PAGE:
The Albacore Tuna Fishery

Albacore Tuna are fast-growing, highly migratory and live in the offshore regions of most of the world’s oceans. In the eastern North Pacific they can be found from Mexico to the Gulf of Alaska. Albacore Tuna mature at five or six years and can live for up to twelve years. The majority of the Albacore Tuna we catch are juvenile fish, three to fours years of age.

The eastern North Pacific Albacore Tuna stocks are monitored and managed internationally by agreement under the auspices of the United Nations. We are registered with the Inter-American Tropical Tuna Association (IATTC) for fishing south of 50° N and are permitted to fish in the Western and Central Pacific Fisheries Commission (WCPFC) Convention Area (west of 150° W).

By mid-June the NERKA#1 joins a scattered fleet of American and Canadian boats in a vast area off southern Oregon, scouting for the arriving schools of juvenile Albacore Tuna. As the season progresses the currents and the fish push up along the coast. By September we can often be fishing off the coast of Haida Gwaii.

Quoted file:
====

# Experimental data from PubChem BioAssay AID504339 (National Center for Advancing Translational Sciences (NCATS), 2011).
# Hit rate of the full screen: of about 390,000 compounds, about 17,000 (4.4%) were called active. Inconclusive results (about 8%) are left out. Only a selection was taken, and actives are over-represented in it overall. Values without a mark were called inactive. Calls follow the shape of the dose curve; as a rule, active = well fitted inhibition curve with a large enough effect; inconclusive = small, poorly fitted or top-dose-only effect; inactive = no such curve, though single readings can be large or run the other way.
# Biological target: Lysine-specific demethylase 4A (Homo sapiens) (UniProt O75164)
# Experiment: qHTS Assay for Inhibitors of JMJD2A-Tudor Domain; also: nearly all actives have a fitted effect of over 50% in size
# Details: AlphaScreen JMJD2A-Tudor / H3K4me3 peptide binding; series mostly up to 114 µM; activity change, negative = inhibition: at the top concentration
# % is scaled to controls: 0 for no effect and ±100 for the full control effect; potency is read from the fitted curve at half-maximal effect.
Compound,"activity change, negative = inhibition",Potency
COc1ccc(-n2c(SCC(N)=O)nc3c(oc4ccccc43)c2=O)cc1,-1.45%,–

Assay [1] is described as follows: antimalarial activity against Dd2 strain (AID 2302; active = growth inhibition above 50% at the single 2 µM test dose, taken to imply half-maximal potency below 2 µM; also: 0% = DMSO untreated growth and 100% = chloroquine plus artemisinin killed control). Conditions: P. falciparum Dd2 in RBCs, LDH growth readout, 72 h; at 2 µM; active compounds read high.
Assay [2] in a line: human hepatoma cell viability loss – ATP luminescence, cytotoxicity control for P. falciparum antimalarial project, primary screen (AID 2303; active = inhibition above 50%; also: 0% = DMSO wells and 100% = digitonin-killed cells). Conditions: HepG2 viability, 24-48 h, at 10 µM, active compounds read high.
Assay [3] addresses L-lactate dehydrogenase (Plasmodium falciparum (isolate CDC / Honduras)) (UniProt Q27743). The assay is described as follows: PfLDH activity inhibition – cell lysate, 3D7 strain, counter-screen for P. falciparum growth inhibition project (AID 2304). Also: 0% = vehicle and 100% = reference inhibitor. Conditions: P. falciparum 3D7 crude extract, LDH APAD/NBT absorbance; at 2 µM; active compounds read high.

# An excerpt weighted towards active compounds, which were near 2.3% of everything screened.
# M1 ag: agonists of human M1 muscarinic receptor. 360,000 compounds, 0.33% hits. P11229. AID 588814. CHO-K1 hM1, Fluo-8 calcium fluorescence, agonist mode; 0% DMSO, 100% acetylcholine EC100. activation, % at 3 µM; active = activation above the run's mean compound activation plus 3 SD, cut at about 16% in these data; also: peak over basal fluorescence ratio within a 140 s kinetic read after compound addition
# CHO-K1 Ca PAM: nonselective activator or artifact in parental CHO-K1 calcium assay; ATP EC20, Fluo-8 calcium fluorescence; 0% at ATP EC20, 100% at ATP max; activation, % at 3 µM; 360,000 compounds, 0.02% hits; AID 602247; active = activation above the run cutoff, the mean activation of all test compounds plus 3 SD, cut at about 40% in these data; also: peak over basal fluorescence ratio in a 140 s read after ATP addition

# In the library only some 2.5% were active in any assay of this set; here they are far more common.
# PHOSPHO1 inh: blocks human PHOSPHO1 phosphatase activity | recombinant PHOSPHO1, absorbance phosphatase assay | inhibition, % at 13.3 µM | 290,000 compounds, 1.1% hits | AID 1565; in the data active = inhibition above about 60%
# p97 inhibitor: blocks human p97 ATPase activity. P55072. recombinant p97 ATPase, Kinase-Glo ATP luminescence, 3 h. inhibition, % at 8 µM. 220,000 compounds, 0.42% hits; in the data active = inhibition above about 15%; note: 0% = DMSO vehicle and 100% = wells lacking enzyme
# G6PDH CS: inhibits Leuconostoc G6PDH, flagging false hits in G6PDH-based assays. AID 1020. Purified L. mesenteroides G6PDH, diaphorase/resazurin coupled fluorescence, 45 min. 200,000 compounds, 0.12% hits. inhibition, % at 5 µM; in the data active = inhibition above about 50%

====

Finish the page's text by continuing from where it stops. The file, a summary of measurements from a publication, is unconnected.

Finding fish in the vastness of the eastern North Pacific is akin to playing a three-dimensional chess game, where you can’t see your opponent’s pieces. To help us fish more efficiently we communicate with a number of Albacore Tuna fishermen from both the USA and Canada and use some of the latest satellite technology to gather water temperature, salinity, plankton concentrations, etc. Often, though, we rely on the ancient fishing methods of observation, deduction, and intuition.

The Albacore Tuna we catch are surface feeders and will come up from as deep as 70 metres to take an artificial lure or jig. Once hooked, the fish are brought into the boat, stunned, bled, and thoroughly washed. The fish are immediately put on freezer plates in the hold, where they are quickly frozen to -30° C. Fast freezing and extremely cold temperatures ensure that our fish maintains its high quality from the moment it’s caught until you serve it.

When the hold is full or the weather turns to storms, the boat returns to the nearest port. The fish are off-loaded, the boat is re-fuelled and fixed, fresh groceries are brought on board, the crew gets a well-earned night’s sleep, then they are away again before daybreak. Off for another 2 to 3 weeks far offshore. This is the NERKA’s routine for most of the summer and fall.